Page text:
Figure 18-10. The pinouts of a typical 4PDT slider switch. The poles are numbers P1 through P4, while contacts are numbered C1 through C4. Normally-closed contacts are labelled NC, while normally-open contacts are labelled NO.
Two typical schematic symbols representing a 4PDT slider switch are shown in Figure 18-11. The labels match the labels on the 3D rendering of the switch. On the righthand side, the vertical gray bar consists of an insulating material with conductive sections added to it, shown in black. These black sections short together the contacts adjacent to them. When the bar is pushed down by the plunger of the switch, it shorts a different pair of contacts. You may find either of these types of symbols being used in manufacturers’ datasheets.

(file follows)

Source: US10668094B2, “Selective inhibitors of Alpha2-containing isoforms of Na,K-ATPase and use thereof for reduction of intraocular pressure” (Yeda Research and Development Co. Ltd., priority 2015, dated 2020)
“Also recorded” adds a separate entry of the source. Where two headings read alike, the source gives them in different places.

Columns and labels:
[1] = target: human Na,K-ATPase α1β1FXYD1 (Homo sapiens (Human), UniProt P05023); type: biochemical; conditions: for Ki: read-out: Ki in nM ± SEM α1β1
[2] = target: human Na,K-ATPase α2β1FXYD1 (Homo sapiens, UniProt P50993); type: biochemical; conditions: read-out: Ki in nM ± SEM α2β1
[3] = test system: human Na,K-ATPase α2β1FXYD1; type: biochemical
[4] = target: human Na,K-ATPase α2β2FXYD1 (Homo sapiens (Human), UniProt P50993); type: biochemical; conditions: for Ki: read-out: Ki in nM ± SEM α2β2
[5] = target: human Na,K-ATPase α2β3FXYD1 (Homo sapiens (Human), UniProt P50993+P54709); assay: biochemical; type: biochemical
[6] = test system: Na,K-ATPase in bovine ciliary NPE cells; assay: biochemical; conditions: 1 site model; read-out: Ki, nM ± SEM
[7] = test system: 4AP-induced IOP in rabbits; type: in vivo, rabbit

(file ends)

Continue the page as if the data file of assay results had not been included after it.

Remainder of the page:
Figure 18-11. Two commonly used schematic symbols to represent a 4PDT slider switch.
Figure 18-12 shows how to hook up the switches to make the Rock, Paper, Scissors game. Pins that have soldered connections with wires are shown solid black, while unused pins are white. A few of the wires have been moved around relative to the schematic shown previously, to minimize crossovers and avoid any locations where three wires meet on a pin. Such locations are more difficult to solder.
This circuit lacks the cheat-detecting feature, in case you want to keep things relatively simple (initially, at least). The wire colors match the colors that I used in the schematics, but of course any colors will do. Notice that the switches at the bottom are upside down relative to the switches at the top. This is because you may want to mount them on opposite sides of a box or board, in which case the switches will be rotated relative to each other.
Figure 18-12. Wiring six 4PDT slider switches for the simpler version of the Rock, Paper, Scissors game, which does not include cheating prevention. Series resistors for the LEDs are not shown.